Hurling and camogie

Ruairi Og, Cushendall scoop Irish Language Club Initiative of the Year award

Anne-Marie McNaughton and Mary O’Neill from Ruari Óg are presented with their award for Best Irish Language Initiative at the Irish News School, Club & Volunteer Awards by Edel Ní Chorráin from Foras na Gaeilge

RUAIRI Og Cushendall clubman Fergus ‘Skinner’ McAllister revealed the north Antrim club was “still in shock” after they scooped the Irish Language Club Initiative of the Year award at The Irish News School, Club and Volunteer awards bash at Belfast’s Wellington Park Hotel.

‘Skinner’ and the club’s cultural officer Ann-Marie McNaughton were on hand to pick up the gong but both paid glowing tributes to chairman of the group Martin Allen.

“Here is a club that embraced Irish language from top down,” read the judges’ comments.

“This club began this Irish Language Initiative with seven adults and now has 48 adults and 52 children aged from 4-14.

“They created Seachtain na nGaelige, a week long programme including workshops for children, three levels of Irish language classes for adults and promote signage inside and outside of their club in Gaeilge.”

The Ruairi Ogs never had a cultural officer until now as they wanted to broaden the club’s GAA activity in the village.

Known for their hurling prowess, Ann-Marie said: “When I became cultural officer the first thing was to start Irish classes and there were quite a number in the club interested and everybody started to promote it.”

As well as their regular Monday night classes, the club has a reading night once a fortnight and Ann-Marie is hoping to set up a choir an Gaeilge.

Thanks to their endeavours and cake sales, the club’s Irish language group is sending 14 students to the Gaeltacht this summer.

‘Skinner’ explained: “There was a small group of us – seven or eight – and we just thought wanted to start an Irish language group. Ann-Marie [McNaughton] became the cultural officer of the club. Before that we’d never had a cultural officer.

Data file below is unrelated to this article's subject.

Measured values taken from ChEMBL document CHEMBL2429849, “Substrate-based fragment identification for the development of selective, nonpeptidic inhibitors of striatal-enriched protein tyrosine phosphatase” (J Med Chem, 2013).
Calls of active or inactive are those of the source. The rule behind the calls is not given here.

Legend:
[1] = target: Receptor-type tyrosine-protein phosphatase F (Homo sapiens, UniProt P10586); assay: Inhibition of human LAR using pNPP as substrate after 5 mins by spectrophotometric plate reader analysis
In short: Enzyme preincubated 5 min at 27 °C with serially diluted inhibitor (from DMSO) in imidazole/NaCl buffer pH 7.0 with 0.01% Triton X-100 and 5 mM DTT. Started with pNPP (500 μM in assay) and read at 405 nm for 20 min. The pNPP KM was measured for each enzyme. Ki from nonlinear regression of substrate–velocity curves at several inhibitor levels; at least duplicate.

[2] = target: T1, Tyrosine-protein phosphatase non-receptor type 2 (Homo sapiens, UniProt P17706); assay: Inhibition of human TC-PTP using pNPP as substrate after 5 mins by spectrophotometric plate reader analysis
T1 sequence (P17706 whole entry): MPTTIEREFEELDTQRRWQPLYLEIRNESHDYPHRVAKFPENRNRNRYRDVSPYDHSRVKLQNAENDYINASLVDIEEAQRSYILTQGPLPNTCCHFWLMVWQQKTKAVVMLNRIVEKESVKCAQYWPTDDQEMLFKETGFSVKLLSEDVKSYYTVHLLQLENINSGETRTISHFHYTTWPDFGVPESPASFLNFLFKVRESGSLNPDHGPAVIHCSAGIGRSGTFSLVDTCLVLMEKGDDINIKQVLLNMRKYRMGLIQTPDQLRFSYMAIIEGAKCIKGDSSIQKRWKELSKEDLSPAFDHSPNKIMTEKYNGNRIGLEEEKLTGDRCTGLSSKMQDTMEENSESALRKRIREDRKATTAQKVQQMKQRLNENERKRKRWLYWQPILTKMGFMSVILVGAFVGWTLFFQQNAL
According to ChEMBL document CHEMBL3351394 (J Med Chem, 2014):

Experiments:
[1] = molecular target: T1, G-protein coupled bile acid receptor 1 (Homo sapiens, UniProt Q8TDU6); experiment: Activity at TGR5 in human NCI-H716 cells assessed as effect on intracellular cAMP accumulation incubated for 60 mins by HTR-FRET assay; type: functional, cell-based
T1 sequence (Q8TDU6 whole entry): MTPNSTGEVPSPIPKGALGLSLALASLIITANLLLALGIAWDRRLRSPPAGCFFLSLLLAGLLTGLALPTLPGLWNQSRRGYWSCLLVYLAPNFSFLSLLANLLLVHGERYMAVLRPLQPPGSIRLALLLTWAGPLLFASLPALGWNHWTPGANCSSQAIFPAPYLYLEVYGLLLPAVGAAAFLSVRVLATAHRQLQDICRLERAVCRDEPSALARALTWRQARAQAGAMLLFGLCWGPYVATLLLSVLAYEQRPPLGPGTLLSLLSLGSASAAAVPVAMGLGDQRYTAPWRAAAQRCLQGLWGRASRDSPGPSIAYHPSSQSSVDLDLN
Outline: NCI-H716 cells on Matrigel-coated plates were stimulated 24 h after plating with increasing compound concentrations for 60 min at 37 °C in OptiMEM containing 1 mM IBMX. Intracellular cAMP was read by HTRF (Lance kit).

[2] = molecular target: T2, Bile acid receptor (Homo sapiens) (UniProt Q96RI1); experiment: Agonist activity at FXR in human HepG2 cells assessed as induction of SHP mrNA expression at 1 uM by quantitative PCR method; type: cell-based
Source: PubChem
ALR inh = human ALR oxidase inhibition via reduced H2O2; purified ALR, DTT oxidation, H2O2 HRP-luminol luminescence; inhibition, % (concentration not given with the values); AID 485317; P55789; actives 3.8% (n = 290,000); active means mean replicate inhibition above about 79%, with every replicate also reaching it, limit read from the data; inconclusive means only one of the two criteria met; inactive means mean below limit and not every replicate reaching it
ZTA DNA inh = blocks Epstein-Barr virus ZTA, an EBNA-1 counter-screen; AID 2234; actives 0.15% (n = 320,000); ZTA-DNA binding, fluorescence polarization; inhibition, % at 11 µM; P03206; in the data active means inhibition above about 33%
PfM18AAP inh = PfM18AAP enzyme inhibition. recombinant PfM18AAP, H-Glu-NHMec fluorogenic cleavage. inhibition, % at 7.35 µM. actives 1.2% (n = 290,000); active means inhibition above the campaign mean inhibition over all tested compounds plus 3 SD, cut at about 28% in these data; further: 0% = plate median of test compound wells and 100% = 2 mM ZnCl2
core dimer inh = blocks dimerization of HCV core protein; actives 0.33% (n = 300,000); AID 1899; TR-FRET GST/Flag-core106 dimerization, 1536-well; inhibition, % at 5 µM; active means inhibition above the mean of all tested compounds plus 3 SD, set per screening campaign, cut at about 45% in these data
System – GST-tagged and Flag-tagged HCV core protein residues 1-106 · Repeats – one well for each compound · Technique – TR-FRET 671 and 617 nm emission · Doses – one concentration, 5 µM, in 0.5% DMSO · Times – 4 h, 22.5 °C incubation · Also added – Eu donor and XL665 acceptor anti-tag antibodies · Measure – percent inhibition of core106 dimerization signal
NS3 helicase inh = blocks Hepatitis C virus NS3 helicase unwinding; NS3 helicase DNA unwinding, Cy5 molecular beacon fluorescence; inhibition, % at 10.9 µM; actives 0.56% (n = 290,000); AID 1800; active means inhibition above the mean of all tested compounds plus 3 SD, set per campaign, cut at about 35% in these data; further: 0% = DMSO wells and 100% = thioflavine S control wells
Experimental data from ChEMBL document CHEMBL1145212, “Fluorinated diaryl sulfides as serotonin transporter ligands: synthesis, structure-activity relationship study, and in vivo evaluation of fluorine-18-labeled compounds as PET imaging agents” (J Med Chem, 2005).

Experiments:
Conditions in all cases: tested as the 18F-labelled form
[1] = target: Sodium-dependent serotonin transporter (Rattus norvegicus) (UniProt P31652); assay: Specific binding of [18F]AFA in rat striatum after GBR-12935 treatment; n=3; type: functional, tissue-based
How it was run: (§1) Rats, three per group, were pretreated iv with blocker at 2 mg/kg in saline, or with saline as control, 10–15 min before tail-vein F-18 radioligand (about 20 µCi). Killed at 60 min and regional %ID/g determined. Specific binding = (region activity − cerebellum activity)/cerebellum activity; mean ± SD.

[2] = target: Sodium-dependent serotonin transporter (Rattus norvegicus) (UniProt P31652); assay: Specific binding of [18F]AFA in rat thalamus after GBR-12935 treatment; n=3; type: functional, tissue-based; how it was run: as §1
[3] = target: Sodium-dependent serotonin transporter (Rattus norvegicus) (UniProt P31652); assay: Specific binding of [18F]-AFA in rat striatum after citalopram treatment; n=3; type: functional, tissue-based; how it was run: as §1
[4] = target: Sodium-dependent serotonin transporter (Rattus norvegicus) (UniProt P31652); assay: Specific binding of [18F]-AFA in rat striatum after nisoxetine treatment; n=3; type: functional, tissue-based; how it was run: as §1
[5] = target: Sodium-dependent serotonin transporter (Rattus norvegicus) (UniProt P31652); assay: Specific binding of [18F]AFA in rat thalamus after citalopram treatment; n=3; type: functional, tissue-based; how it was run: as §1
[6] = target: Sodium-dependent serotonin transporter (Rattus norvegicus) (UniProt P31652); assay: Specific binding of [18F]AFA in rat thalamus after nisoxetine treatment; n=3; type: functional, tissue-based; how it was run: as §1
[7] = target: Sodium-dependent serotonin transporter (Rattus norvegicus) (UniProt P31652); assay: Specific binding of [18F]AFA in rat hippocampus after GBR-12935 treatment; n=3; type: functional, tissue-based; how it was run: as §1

“Hurling is all we’ve ever done. We wanted more Irishness in the club. We’ve all done Irish courses. You do it for eight or 10 weeks but you don’t keep it up.

“We’ve all been there, so we decided we’d keep it going all year round and we persevered with eight or 10 people and then it grew and a whole load of children started to come.”

At the beginning the group had one class for all newcomers but since then they’ve created more groups for children and adults.

“The interest in the Irish language out there is colossal,” ‘Skinner’ said.

“People are afraid of taking that first step but that’s what we’re there for. All our class are free. We fundraise everything. We say to people: ‘Come in, have a cup of tea and a biscuit with a break in the middle of it. If you want to put a pound or 50p in that’s fine.’”

Both ‘Skinner’ and Ann-Marie insisted they didn’t imagine the Ruairi Og Irish Language group would win The Irish News award.

“We can’t get over it,” said ‘Skinner’.

“We are totally shocked. We didn’t realise going up to the awards day that we’d win. We just thought we’ll get a mention.

“We have the award up in the wall already and we had a party on Monday night. We were shocked, we really were.”

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